HHS Will Stop Counting COVID Deaths on Feb. 2, According to New Guidance for Hospitals

Shawn Thew/Pool via AP

At this point, it’s clear there’s a difference between hospitalization with COVID-19 and for COVID-19. Now take the next logical step; there is also a difference between dying with COVID and dying from COVID. How many people listed as dying of COVID were receiving treatment for another illness and only tested positive? Apparently, that is a conversation the Department of Health and Human Services (HHS) does not want to have.


In an astonishing move, HHS notified hospitals they are no longer required to report COVID deaths beginning Feb. 2, 2022. Currently, the only required reporting of COVID deaths is the count from the previous day. That information is now on the list of inactive fields in an update sent to hospitals and acute care facilities on Jan. 6. On page 27 of the update, under “Data Elements Made Inactive for the Federal Data Collection,” item 16, “Previous Days Covid Deaths,” is listed.

In Spring 2021, the CDC started carefully separating deaths from COVID from those where the deceased tested positive but died of something else. The agency was invested in promoting vaccines, and the number of breakthrough infections and deaths was low. So, the CDC investigated each death carefully and applied a different standard than it did to the rest of the reporting. Since the beginning of the pandemic, if there was a positive COVID test and the patient died, it was listed as a COVID death. With vaccine breakthrough deaths, the CDC distinguished between deaths with the virus and deaths from the virus.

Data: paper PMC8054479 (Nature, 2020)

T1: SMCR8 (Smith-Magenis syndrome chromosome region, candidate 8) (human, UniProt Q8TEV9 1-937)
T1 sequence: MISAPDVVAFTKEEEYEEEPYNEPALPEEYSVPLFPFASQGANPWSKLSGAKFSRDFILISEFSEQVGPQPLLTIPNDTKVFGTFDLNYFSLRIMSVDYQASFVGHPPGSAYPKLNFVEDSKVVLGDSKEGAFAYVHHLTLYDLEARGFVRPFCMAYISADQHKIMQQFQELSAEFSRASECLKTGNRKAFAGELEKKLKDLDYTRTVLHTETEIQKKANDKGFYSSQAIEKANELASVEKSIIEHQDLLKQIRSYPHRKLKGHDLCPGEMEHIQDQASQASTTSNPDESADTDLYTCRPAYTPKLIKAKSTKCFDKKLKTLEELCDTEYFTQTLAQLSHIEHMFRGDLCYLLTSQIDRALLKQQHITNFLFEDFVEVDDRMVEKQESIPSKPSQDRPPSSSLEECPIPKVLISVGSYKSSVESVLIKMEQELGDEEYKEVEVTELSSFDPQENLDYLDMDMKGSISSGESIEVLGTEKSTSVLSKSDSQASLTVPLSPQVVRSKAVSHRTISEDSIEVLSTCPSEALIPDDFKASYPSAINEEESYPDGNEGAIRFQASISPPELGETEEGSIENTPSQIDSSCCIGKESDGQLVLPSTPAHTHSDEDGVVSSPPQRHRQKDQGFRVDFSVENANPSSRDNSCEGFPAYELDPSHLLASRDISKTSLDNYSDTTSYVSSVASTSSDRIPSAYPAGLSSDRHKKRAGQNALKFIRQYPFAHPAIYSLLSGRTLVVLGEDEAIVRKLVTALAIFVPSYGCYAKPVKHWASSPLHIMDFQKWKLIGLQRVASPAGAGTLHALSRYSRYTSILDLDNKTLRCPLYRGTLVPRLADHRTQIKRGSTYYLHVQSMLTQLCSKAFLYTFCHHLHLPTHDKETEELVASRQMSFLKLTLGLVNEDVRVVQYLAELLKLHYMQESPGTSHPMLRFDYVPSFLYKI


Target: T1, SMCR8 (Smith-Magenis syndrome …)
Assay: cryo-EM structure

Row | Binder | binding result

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Several studies suggest the current total death count wildly overestimates deaths from the virus and includes many people who only tested positive. A retrospective study in three large New Jersey hospitals in Nov. 2020 demonstrated that 89% of people who died with COVID had a do-not-resuscitate order in place before their COVID diagnosis. That means these patients were suffering from a terminal condition before receiving a positive COVID test. A review of reported COVID deaths in Minnesota found nearly 40% of deaths recorded were not attributable to COVID. Santa Clara and Alameda County in California distinguished those patients who died due to the illness progression of COVID and those who tested positive at the time of death but were asymptomatic. This exercise reduced the number of COVID-19 deaths in both counties by nearly 25%.